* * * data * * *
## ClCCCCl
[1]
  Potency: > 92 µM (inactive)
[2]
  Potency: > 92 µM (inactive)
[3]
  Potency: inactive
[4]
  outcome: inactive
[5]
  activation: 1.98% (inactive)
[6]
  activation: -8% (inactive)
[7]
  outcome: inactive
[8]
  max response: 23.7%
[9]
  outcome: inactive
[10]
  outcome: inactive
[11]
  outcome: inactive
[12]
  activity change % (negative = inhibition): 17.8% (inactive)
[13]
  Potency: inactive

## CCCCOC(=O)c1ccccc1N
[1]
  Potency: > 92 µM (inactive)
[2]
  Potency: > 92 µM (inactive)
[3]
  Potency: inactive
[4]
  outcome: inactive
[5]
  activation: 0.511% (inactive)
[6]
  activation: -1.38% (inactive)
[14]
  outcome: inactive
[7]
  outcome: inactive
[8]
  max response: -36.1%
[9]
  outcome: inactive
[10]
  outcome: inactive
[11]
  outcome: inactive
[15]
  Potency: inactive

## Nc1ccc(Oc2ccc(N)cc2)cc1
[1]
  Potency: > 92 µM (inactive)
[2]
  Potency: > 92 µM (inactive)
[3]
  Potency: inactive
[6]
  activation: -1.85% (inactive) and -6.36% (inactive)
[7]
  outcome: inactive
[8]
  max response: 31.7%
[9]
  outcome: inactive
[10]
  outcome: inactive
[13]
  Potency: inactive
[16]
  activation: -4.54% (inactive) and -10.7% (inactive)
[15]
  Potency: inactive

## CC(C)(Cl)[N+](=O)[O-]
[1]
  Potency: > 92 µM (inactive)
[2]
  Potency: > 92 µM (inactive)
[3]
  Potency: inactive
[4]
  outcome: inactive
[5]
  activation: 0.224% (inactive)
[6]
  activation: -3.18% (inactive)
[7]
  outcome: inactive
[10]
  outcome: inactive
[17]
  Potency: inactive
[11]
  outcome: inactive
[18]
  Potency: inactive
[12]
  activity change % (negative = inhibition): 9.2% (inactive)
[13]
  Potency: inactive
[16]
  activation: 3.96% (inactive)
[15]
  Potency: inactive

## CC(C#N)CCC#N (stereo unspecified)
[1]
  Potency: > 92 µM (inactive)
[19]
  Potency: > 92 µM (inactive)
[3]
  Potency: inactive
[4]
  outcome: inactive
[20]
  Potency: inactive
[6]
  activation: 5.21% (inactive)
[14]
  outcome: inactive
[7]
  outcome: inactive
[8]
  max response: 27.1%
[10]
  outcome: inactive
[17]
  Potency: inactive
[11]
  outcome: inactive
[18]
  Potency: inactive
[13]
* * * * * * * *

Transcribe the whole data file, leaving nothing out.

## ClCCCCl
[1]
  Potency: > 92 µM (inactive)
[2]
  Potency: > 92 µM (inactive)
[3]
  Potency: inactive
[4]
  outcome: inactive
[5]
  activation: 1.98% (inactive)
[6]
  activation: -8% (inactive)
[7]
  outcome: inactive
[8]
  max response: 23.7%
[9]
  outcome: inactive
[10]
  outcome: inactive
[11]
  outcome: inactive
[12]
  activity change % (negative = inhibition): 17.8% (inactive)
[13]
  Potency: inactive

## CCCCOC(=O)c1ccccc1N
[1]
  Potency: > 92 µM (inactive)
[2]
  Potency: > 92 µM (inactive)
[3]
  Potency: inactive
[4]
  outcome: inactive
[5]
  activation: 0.511% (inactive)
[6]
  activation: -1.38% (inactive)
[14]
  outcome: inactive
[7]
  outcome: inactive
[8]
  max response: -36.1%
[9]
  outcome: inactive
[10]
  outcome: inactive
[11]
  outcome: inactive
[15]
  Potency: inactive

## Nc1ccc(Oc2ccc(N)cc2)cc1
[1]
  Potency: > 92 µM (inactive)
[2]
  Potency: > 92 µM (inactive)
[3]
  Potency: inactive
[6]
  activation: -1.85% (inactive) and -6.36% (inactive)
[7]
  outcome: inactive
[8]
  max response: 31.7%
[9]
  outcome: inactive
[10]
  outcome: inactive
[13]
  Potency: inactive
[16]
  activation: -4.54% (inactive) and -10.7% (inactive)
[15]
  Potency: inactive

## CC(C)(Cl)[N+](=O)[O-]
[1]
  Potency: > 92 µM (inactive)
[2]
  Potency: > 92 µM (inactive)
[3]
  Potency: inactive
[4]
  outcome: inactive
[5]
  activation: 0.224% (inactive)
[6]
  activation: -3.18% (inactive)
[7]
  outcome: inactive
[10]
  outcome: inactive
[17]
  Potency: inactive
[11]
  outcome: inactive
[18]
  Potency: inactive
[12]
  activity change % (negative = inhibition): 9.2% (inactive)
[13]
  Potency: inactive
[16]
  activation: 3.96% (inactive)
[15]
  Potency: inactive

## CC(C#N)CCC#N (stereo unspecified)
[1]
  Potency: > 92 µM (inactive)
[19]
  Potency: > 92 µM (inactive)
[3]
  Potency: inactive
[4]
  outcome: inactive
[20]
  Potency: inactive
[6]
  activation: 5.21% (inactive)
[14]
  outcome: inactive
[7]
  outcome: inactive
[8]
  max response: 27.1%
[10]
  outcome: inactive
[17]
  Potency: inactive
[11]
  outcome: inactive
[18]
  Potency: inactive
[13]